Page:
Relationship quality and couples’ unhealthy behaviors predict body mass index in women

Jane A. Skoyen, Kelly E. Rentscher, Emily A. Butler

Research output: Contribution to journalArticlepeer-review

3 Scopus citations

Abstract

Research on the connection between relationship quality and body weight yields mixed results, suggesting the presence of a moderating variable. We tested whether the connection between four measures of relationship quality (conflict, ambivalence, maintenance, and love) and body mass index (BMI) was moderated by gender and couples’ unhealthy behaviors. The results showed that among women, those reporting good relationship quality had lower BMI than those with poor relationship quality, but only if they also showed little evidence of couples’ unhealthy behaviors. In other words, only the combination of high relationship quality and low prevalence of couples’ unhealthy behaviors was linked to lower BMI among women. In contrast, low relationship quality, regardless of couples’ unhealthy behaviors, and the combination of high relationship quality and high prevalence of couples’ unhealthy behaviors were all linked to higher BMI among women. These associations were not observed among men. The results suggest the presence of symptom-system fit—a relational pattern linking health detrimental behaviors and higher relationship quality.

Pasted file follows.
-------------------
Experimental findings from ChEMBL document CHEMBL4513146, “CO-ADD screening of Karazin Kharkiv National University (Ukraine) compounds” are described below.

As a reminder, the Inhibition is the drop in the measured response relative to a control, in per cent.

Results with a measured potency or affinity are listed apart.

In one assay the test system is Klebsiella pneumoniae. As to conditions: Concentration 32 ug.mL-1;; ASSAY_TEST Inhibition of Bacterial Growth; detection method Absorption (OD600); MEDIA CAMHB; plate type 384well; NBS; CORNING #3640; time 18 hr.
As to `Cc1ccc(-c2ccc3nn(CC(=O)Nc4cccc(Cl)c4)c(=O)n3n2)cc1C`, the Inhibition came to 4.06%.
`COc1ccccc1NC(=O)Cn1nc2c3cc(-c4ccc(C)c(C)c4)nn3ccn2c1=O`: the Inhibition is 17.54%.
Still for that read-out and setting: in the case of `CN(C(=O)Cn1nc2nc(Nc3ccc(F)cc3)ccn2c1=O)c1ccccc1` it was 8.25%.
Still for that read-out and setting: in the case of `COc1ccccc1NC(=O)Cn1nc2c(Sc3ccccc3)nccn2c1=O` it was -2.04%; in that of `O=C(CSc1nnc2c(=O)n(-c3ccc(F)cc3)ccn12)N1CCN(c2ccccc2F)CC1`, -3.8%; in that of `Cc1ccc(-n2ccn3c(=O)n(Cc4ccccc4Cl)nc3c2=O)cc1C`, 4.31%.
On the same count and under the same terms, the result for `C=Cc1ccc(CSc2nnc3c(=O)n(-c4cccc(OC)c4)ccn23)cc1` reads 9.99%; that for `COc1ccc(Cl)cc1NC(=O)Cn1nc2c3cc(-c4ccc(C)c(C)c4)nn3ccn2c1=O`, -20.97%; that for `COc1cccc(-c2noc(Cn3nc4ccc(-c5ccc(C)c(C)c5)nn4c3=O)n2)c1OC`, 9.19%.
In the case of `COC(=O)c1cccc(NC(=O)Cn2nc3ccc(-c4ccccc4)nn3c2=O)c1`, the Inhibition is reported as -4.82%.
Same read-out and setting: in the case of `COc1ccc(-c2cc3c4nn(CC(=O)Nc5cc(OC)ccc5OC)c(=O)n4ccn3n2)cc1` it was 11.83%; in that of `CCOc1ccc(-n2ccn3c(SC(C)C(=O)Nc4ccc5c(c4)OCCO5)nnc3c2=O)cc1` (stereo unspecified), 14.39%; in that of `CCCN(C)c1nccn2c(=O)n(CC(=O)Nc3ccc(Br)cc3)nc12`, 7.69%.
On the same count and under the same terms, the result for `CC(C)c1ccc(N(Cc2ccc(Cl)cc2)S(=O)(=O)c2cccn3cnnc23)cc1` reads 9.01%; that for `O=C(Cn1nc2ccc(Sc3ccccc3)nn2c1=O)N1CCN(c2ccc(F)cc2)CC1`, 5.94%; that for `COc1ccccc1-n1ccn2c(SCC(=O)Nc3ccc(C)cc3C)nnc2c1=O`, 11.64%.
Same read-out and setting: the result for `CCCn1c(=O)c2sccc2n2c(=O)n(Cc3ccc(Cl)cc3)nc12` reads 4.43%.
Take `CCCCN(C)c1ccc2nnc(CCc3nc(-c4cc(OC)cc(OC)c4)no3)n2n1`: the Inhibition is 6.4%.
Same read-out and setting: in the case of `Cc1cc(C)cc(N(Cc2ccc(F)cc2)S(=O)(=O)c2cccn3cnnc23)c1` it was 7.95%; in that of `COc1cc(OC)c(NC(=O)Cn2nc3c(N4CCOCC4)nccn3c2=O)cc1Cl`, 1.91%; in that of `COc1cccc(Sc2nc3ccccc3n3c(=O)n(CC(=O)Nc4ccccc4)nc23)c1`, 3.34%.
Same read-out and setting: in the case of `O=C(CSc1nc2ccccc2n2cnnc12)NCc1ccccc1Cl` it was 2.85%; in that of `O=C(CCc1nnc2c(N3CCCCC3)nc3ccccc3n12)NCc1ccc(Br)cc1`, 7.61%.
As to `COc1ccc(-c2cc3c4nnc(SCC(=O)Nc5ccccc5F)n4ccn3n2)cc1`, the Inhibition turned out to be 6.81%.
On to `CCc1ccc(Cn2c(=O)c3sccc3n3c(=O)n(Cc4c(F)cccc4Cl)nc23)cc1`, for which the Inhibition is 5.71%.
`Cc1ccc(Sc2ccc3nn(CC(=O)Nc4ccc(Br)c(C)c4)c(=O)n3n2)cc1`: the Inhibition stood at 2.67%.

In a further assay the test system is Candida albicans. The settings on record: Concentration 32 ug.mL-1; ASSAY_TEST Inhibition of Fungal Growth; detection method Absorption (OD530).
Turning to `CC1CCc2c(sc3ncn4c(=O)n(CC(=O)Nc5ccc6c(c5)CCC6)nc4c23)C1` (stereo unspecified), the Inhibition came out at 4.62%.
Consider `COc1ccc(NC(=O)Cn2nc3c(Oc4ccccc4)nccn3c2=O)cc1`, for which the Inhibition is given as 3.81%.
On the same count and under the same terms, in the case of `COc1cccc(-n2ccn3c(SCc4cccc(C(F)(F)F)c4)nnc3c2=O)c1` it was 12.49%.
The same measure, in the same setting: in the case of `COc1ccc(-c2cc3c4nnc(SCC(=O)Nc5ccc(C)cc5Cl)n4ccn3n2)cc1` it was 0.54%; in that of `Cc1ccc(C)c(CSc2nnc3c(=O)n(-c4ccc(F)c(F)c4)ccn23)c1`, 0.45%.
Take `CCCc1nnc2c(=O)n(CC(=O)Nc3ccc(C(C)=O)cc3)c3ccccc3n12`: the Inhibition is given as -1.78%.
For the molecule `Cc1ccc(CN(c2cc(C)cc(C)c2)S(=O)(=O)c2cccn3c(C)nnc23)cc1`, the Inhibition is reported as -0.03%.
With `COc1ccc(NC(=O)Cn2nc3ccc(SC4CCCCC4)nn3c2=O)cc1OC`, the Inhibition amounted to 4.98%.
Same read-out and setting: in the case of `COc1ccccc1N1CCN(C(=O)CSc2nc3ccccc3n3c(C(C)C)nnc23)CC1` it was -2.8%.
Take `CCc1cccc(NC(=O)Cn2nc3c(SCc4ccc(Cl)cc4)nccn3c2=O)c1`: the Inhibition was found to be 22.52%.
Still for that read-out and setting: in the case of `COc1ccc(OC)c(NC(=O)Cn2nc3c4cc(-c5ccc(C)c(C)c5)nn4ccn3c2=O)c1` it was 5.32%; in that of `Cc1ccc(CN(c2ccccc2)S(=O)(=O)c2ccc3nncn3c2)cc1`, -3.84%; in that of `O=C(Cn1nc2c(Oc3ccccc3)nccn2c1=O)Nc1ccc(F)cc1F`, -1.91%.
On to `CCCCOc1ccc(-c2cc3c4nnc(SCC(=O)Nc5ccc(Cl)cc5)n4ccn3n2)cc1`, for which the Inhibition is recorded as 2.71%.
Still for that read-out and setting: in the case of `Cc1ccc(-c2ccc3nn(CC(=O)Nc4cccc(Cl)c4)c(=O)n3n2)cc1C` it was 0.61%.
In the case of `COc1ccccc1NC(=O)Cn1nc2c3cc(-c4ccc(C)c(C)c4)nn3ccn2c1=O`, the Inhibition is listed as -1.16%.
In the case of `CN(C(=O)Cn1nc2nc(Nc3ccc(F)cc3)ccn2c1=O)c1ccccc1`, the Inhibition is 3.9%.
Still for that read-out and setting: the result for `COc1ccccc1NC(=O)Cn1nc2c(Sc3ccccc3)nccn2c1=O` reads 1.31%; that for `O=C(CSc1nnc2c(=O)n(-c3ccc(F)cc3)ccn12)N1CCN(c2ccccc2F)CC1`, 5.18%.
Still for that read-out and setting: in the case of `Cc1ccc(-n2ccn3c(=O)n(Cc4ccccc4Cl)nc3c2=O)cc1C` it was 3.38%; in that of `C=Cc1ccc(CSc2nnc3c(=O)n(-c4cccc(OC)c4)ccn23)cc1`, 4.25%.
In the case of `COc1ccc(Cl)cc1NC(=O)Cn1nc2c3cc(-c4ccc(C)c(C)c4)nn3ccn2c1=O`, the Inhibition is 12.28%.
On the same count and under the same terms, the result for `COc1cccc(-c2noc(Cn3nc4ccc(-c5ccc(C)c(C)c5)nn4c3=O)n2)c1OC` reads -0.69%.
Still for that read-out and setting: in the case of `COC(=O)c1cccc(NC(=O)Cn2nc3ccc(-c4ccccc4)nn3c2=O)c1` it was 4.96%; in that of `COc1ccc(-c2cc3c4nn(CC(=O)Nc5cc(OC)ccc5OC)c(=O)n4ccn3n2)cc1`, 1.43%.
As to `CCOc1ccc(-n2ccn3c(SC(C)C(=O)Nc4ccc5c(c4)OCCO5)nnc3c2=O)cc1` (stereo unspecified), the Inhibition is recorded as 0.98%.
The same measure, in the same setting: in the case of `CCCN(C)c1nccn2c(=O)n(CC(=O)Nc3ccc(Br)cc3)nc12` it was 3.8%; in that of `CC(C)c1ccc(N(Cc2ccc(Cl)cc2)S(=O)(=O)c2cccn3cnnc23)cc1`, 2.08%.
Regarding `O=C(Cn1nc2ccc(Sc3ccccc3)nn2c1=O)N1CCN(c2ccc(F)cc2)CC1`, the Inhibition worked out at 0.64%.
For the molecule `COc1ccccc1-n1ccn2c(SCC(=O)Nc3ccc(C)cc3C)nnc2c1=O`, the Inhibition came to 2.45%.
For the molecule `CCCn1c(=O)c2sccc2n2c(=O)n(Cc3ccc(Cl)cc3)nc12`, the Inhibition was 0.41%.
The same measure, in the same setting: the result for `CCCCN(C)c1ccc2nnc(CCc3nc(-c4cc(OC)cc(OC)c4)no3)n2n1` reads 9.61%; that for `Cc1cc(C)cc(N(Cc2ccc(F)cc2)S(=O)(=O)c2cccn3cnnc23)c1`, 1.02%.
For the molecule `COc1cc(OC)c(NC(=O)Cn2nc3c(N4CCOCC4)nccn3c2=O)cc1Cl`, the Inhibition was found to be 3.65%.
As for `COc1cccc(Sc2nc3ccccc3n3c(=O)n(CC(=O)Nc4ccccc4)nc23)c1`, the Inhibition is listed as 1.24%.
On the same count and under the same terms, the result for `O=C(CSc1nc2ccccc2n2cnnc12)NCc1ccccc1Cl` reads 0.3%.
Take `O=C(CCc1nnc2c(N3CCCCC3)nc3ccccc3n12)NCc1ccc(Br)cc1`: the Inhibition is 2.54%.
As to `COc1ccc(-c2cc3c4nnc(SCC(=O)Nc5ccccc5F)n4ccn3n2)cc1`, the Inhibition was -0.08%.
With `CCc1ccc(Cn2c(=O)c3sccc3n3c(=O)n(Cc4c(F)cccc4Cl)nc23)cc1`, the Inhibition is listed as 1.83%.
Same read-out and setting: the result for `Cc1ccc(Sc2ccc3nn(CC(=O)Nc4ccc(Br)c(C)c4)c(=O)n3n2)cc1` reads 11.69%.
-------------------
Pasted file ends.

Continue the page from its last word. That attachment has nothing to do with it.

Original languageEnglish (US)
Pages (from-to)224-245
Number of pages22
JournalJournal of Social and Personal Relationships
Volume35
Issue number2
DOIs
StatePublished - Feb 1 2018

Keywords

  • Body mass index
  • couples
  • gender
  • health behavior
  • partner influence
  • relationship quality

ASJC Scopus subject areas

  • Social Psychology
  • Communication
  • Developmental and Educational Psychology
  • Sociology and Political Science

Fingerprint

Dive into the research topics of 'Relationship quality and couples’ unhealthy behaviors predict body mass index in women'. Together they form a unique fingerprint.

Cite this